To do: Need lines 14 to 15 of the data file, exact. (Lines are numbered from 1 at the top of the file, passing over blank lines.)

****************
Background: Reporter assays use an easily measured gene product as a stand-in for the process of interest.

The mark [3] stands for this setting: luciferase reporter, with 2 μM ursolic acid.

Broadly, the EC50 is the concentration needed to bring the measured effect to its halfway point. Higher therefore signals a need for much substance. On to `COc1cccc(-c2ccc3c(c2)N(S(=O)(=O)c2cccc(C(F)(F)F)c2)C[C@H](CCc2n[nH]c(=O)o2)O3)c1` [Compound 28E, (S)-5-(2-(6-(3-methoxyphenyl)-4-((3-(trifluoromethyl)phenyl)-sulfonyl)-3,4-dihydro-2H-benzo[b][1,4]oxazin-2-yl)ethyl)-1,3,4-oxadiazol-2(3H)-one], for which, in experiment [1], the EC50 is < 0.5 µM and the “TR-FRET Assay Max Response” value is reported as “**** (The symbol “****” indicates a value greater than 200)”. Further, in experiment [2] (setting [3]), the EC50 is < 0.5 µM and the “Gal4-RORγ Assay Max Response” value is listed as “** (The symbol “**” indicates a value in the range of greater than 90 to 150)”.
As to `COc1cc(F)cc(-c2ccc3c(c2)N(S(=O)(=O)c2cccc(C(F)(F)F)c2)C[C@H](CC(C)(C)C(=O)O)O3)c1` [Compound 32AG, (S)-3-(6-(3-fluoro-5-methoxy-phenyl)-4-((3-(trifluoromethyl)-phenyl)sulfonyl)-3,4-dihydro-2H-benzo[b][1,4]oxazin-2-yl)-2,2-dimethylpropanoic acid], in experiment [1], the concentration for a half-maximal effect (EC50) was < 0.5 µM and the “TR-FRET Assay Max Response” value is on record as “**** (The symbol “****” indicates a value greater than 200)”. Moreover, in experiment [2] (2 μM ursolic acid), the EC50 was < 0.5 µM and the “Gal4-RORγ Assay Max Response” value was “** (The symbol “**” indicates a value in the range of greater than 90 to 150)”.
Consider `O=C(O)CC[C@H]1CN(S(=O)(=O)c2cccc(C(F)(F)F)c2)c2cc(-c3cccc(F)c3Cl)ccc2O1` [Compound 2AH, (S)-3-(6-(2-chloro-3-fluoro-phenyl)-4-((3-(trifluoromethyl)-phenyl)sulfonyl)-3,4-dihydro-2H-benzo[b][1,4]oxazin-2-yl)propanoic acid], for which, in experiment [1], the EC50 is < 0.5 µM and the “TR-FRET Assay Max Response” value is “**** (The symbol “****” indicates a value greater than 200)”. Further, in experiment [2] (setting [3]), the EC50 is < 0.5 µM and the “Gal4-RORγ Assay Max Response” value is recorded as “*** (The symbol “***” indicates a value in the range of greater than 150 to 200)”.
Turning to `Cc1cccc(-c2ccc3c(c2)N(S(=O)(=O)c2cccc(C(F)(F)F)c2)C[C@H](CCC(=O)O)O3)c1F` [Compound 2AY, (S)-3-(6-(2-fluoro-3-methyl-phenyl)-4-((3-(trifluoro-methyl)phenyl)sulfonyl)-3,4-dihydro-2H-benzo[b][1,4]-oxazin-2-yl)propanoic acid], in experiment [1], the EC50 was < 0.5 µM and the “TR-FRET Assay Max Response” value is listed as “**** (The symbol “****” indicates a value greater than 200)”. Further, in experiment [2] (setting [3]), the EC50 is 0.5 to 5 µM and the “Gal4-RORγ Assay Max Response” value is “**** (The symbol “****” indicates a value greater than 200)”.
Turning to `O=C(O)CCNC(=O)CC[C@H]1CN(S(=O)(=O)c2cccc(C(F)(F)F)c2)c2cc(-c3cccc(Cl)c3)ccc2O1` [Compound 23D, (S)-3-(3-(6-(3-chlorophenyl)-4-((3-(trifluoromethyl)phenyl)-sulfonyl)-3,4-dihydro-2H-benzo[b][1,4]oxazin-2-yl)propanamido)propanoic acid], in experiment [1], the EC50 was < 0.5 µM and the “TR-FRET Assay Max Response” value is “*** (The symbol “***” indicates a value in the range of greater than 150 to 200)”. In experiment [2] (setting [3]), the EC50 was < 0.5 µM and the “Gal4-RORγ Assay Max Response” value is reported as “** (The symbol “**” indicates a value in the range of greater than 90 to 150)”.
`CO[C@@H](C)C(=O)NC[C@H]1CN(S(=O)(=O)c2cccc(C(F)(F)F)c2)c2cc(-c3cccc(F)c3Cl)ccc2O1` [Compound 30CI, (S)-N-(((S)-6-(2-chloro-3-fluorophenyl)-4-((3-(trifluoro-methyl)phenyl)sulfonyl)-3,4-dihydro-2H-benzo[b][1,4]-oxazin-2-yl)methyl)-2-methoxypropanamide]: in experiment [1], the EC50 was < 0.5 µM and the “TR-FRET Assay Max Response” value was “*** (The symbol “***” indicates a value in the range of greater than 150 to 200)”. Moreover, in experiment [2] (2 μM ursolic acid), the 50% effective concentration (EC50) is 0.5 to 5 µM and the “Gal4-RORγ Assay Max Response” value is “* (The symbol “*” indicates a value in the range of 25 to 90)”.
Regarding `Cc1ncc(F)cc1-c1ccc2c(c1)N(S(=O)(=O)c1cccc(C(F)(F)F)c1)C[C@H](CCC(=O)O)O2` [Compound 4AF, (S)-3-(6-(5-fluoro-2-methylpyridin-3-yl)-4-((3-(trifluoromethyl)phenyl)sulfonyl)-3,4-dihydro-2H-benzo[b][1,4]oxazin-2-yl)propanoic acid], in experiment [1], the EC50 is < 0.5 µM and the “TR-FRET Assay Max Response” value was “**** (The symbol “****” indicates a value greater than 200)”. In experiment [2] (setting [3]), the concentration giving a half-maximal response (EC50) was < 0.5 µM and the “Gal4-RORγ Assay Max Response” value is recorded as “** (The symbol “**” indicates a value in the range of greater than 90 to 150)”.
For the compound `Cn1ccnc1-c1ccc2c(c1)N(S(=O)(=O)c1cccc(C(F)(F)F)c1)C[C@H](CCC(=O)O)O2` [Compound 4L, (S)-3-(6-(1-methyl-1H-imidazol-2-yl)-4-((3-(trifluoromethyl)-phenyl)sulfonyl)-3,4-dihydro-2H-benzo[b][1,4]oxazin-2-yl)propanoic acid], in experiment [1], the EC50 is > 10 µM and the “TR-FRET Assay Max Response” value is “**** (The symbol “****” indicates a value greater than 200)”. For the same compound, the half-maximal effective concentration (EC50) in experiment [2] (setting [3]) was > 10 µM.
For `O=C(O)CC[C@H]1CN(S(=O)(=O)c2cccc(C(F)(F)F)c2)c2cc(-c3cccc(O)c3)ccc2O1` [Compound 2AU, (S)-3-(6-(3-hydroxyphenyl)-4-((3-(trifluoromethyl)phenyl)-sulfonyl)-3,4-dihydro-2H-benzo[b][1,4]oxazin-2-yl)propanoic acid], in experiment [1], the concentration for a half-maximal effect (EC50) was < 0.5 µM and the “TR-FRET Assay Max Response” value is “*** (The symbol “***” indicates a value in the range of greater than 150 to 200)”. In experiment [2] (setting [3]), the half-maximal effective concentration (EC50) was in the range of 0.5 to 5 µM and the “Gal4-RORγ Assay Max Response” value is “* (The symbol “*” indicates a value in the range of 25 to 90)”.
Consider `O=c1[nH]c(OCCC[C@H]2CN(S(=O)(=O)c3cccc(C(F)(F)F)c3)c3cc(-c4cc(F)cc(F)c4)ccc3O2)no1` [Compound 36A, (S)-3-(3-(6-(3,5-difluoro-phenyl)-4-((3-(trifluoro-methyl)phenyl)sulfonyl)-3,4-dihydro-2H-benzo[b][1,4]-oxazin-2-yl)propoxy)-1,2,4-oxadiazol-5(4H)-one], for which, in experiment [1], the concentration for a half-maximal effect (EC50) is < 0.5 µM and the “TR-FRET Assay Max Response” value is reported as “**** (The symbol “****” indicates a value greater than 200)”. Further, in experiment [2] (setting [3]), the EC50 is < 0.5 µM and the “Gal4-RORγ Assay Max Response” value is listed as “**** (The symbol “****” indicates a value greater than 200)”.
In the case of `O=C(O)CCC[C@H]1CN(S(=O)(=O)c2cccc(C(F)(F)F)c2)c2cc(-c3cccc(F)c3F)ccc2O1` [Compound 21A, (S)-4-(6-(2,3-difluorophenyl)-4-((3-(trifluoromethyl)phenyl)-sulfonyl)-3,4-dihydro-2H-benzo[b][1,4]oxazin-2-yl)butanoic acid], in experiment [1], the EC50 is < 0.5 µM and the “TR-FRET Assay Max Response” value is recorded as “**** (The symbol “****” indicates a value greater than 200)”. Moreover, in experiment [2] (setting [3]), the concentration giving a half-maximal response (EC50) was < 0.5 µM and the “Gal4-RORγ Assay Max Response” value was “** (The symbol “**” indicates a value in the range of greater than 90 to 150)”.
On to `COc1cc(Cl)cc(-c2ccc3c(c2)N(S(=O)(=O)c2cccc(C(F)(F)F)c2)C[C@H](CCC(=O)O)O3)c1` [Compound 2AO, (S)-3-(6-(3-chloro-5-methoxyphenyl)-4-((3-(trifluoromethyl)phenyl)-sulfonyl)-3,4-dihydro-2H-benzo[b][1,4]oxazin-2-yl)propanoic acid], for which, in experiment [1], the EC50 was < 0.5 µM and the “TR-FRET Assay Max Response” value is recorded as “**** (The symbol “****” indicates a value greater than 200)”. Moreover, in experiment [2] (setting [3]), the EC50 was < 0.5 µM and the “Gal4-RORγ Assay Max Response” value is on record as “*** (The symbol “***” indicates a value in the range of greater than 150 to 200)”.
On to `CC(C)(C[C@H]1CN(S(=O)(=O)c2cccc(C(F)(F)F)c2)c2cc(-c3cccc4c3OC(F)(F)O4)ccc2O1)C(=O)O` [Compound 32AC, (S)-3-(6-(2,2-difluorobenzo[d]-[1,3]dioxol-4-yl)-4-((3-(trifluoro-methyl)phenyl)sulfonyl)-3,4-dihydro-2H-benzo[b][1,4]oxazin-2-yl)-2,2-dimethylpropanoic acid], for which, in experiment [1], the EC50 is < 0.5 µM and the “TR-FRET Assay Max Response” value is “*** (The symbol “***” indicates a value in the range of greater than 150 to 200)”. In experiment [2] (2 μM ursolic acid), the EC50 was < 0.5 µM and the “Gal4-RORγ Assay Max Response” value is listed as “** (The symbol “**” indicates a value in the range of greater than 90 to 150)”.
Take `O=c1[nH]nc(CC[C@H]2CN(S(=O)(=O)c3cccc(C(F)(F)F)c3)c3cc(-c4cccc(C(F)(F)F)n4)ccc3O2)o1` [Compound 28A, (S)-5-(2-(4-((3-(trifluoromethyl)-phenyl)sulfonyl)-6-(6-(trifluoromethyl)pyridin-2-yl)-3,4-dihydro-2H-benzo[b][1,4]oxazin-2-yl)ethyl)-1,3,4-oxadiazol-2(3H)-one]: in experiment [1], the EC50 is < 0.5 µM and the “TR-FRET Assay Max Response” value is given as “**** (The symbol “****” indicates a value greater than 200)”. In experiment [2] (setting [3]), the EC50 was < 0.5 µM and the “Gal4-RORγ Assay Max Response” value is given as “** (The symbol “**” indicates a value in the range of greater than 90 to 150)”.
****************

On to `COc1cc(Cl)cc(-c2ccc3c(c2)N(S(=O)(=O)c2cccc(C(F)(F)F)c2)C[C@H](CCC(=O)O)O3)c1` [Compound 2AO, (S)-3-(6-(3-chloro-5-methoxyphenyl)-4-((3-(trifluoromethyl)phenyl)-sulfonyl)-3,4-dihydro-2H-benzo[b][1,4]oxazin-2-yl)propanoic acid], for which, in experiment [1], the EC50 was < 0.5 µM and the “TR-FRET Assay Max Response” value is recorded as “**** (The symbol “****” indicates a value greater than 200)”. Moreover, in experiment [2] (setting [3]), the EC50 was < 0.5 µM and the “Gal4-RORγ Assay Max Response” value is on record as “*** (The symbol “***” indicates a value in the range of greater than 150 to 200)”.
On to `CC(C)(C[C@H]1CN(S(=O)(=O)c2cccc(C(F)(F)F)c2)c2cc(-c3cccc4c3OC(F)(F)O4)ccc2O1)C(=O)O` [Compound 32AC, (S)-3-(6-(2,2-difluorobenzo[d]-[1,3]dioxol-4-yl)-4-((3-(trifluoro-methyl)phenyl)sulfonyl)-3,4-dihydro-2H-benzo[b][1,4]oxazin-2-yl)-2,2-dimethylpropanoic acid], for which, in experiment [1], the EC50 is < 0.5 µM and the “TR-FRET Assay Max Response” value is “*** (The symbol “***” indicates a value in the range of greater than 150 to 200)”. In experiment [2] (2 μM ursolic acid), the EC50 was < 0.5 µM and the “Gal4-RORγ Assay Max Response” value is listed as “** (The symbol “**” indicates a value in the range of greater than 90 to 150)”.